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Sri Lankan cardinal's ire over Easter Sunday bombings

He maintains that warnings from India were inexplicably ignored

ucanews.com reporter, Katuwapitiya

ucanews.com reporter, Katuwapitiya

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Sri Lankan cardinal's ire over Easter Sunday bombings

Cardinal Malcolm Ranjith, two auxiliary bishops of the archdiocese of Colombo, military personnel, government officials and priests lay foundation stones for a housing scheme for victims of the Easter Sunday bombing. (Photo by S. Ganasiri)

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Sri Lanka's Cardinal Malcolm Ranjith has stepped up criticism of the nation's government for alleged culpability in Easter Sunday bombings that he maintains could have been prevented.  

Simultaneous attacks on three Catholic churches and several hotels killed more than 260 people and injured hundreds more.

"They had been informed about the attacks more than three times by the High Commission of India,” said Cardinal Ranjith when giving a homily on July 21 at St. Sebastian Church in Katuwapitiya which was one of the locations bombed by terrorists.

However, he added that "nobody took serious note" of the warnings provided.

"Some of you became injured and sick due to a total lack of interest in this matter on the part of government," Cardinal Ranjith said.

"Our political leaders do not have proper policies."

He said that the time has come for parliamentarians to step down if they are unable to govern the country.

The Catholics celebrating Easter at the Katuwapitiya, Kochchikade and Batticaloa churches on April 21 were caught up in the wave of bombings carried out by local Islamic militants affiliated with the international terrorist group Islamic State.

Muslims in general were not responsible for the attacks, only mislead radical youths, the cardinal added.

Cardinal Ranjith said that the government had previously weakened its intelligence unit to satisfy demands from various local and international organizations.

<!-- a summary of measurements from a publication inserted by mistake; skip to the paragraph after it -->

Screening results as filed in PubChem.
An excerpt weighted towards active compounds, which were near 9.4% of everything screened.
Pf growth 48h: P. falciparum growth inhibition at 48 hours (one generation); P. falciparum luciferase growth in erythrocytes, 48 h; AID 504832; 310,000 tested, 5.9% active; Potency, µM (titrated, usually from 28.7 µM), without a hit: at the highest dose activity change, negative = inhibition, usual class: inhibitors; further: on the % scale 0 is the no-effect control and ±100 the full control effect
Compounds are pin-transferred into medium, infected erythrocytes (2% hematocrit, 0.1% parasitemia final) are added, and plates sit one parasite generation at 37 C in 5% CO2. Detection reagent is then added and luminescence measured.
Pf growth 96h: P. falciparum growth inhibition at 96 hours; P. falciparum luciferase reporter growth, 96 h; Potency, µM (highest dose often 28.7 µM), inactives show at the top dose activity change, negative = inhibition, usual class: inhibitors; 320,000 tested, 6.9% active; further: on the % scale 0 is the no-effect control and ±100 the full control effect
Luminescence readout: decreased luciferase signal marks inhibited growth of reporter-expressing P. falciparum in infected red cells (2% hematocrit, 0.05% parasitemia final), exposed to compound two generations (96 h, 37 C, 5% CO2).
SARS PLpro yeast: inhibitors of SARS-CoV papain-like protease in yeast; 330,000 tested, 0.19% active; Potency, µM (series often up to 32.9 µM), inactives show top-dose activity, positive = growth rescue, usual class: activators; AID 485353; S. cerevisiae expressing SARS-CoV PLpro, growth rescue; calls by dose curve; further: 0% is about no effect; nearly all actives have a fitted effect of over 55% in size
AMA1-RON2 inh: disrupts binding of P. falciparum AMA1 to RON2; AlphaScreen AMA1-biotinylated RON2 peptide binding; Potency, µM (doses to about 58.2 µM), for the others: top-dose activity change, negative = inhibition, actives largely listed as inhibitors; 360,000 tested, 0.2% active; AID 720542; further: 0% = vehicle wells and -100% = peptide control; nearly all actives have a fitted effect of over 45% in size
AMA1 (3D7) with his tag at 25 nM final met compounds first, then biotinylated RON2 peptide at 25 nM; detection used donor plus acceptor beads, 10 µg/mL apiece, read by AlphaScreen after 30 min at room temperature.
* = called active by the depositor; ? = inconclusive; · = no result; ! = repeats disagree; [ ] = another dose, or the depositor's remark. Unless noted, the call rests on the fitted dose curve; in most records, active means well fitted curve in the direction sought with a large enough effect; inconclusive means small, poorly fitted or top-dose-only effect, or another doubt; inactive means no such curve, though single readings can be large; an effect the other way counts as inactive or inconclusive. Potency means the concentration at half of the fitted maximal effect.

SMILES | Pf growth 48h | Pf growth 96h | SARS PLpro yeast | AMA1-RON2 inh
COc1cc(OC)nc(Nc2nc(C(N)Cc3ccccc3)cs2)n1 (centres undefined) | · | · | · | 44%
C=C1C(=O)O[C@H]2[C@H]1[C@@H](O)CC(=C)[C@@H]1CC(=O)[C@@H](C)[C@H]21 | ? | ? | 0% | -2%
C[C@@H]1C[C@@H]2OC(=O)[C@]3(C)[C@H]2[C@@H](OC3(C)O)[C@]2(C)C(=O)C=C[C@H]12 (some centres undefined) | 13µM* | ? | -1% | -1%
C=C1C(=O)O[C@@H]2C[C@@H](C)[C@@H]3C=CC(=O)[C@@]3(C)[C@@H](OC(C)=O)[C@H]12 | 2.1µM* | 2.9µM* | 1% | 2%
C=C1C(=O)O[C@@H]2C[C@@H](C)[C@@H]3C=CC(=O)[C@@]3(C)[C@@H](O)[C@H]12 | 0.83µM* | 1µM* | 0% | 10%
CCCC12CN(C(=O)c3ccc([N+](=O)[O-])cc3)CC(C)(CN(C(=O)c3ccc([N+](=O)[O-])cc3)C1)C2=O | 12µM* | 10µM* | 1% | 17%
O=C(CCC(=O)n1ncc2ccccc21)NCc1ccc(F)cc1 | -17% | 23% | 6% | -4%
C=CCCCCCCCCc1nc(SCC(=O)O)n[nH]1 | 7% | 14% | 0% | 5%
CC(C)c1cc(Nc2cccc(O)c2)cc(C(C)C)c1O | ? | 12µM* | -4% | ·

Catholic priests, the Bar Association of Sri Lanka and ten other groups have filed legal cases with the Supreme Court of Sri Lanka accusing the government of failing to act on prior warnings.

The groups allege that public officials, including Prime Minister Ranil Wickremesinghe, are guilty of a dereliction of duty and of violating citizens' fundamental human rights, including Catholics right to freely practice their religion.

Cardinal Ranjith has supported the legal actions.

The Sri Lankan government has initiated several investigations into the Easter Sunday blasts, including one by a presidential committee and another by a parliamentary select committee.

However, Cardinal Ranjith said that people don't have faith in government appointed committees since they have political agendas.

Rights activist Sirilal Fernando said the truth had yet to be ascertained in relation to identifying all those who were involved in the bombings.

He said some political and religious figures were playing "political games" with the tragedy in an attempt to win votes at an election scheduled for later this year.

"This is a very pathetic situation in a country which faced three decades of war,” said Fernando when referring to Sri Lanka's long-running civil conflict in which some religious leaders exacerbated the violence.

Meanwhile, the Catholic charity Caritas announced that it had distributed Rs.71 million (US$403,000) from a special relief fund to 352 affected families since the attack.

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